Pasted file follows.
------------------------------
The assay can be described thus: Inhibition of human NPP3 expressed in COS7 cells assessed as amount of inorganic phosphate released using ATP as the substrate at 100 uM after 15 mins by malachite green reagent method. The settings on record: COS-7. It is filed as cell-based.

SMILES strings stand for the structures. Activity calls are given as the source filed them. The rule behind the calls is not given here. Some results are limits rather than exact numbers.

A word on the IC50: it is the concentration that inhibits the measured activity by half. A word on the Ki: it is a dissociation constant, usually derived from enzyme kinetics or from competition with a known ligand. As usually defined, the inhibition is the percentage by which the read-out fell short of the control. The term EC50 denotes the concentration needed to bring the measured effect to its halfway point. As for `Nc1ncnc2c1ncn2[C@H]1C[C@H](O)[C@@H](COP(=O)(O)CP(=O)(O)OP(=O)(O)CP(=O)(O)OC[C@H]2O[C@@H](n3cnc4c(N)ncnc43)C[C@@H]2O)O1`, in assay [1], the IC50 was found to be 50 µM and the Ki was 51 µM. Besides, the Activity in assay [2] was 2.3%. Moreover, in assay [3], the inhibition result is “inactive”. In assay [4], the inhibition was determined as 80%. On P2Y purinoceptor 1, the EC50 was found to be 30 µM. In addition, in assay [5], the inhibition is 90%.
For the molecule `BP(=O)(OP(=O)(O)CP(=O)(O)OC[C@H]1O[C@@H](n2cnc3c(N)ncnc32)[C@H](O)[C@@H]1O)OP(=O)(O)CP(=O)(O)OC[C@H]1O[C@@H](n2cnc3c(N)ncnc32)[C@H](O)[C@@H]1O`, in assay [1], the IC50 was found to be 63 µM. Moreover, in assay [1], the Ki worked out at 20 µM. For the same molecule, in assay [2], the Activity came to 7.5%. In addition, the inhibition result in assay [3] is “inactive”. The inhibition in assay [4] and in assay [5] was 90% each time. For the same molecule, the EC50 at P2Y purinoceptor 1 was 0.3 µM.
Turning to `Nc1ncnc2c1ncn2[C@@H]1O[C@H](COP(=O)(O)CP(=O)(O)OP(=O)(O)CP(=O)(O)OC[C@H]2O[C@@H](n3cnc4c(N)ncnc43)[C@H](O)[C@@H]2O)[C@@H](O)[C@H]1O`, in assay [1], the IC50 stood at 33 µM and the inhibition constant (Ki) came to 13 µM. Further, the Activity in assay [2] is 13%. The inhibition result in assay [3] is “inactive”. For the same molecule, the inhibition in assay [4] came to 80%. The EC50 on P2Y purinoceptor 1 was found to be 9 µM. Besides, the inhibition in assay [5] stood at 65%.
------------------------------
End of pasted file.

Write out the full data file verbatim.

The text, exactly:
The assay can be described thus: Inhibition of human NPP3 expressed in COS7 cells assessed as amount of inorganic phosphate released using ATP as the substrate at 100 uM after 15 mins by malachite green reagent method. The settings on record: COS-7. It is filed as cell-based.

SMILES strings stand for the structures. Activity calls are given as the source filed them. The rule behind the calls is not given here. Some results are limits rather than exact numbers.

A word on the IC50: it is the concentration that inhibits the measured activity by half. A word on the Ki: it is a dissociation constant, usually derived from enzyme kinetics or from competition with a known ligand. As usually defined, the inhibition is the percentage by which the read-out fell short of the control. The term EC50 denotes the concentration needed to bring the measured effect to its halfway point. As for `Nc1ncnc2c1ncn2[C@H]1C[C@H](O)[C@@H](COP(=O)(O)CP(=O)(O)OP(=O)(O)CP(=O)(O)OC[C@H]2O[C@@H](n3cnc4c(N)ncnc43)C[C@@H]2O)O1`, in assay [1], the IC50 was found to be 50 µM and the Ki was 51 µM. Besides, the Activity in assay [2] was 2.3%. Moreover, in assay [3], the inhibition result is “inactive”. In assay [4], the inhibition was determined as 80%. On P2Y purinoceptor 1, the EC50 was found to be 30 µM. In addition, in assay [5], the inhibition is 90%.
For the molecule `BP(=O)(OP(=O)(O)CP(=O)(O)OC[C@H]1O[C@@H](n2cnc3c(N)ncnc32)[C@H](O)[C@@H]1O)OP(=O)(O)CP(=O)(O)OC[C@H]1O[C@@H](n2cnc3c(N)ncnc32)[C@H](O)[C@@H]1O`, in assay [1], the IC50 was found to be 63 µM. Moreover, in assay [1], the Ki worked out at 20 µM. For the same molecule, in assay [2], the Activity came to 7.5%. In addition, the inhibition result in assay [3] is “inactive”. The inhibition in assay [4] and in assay [5] was 90% each time. For the same molecule, the EC50 at P2Y purinoceptor 1 was 0.3 µM.
Turning to `Nc1ncnc2c1ncn2[C@@H]1O[C@H](COP(=O)(O)CP(=O)(O)OP(=O)(O)CP(=O)(O)OC[C@H]2O[C@@H](n3cnc4c(N)ncnc43)[C@H](O)[C@@H]2O)[C@@H](O)[C@H]1O`, in assay [1], the IC50 stood at 33 µM and the inhibition constant (Ki) came to 13 µM. Further, the Activity in assay [2] is 13%. The inhibition result in assay [3] is “inactive”. For the same molecule, the inhibition in assay [4] came to 80%. The EC50 on P2Y purinoceptor 1 was found to be 9 µM. Besides, the inhibition in assay [5] stood at 65%.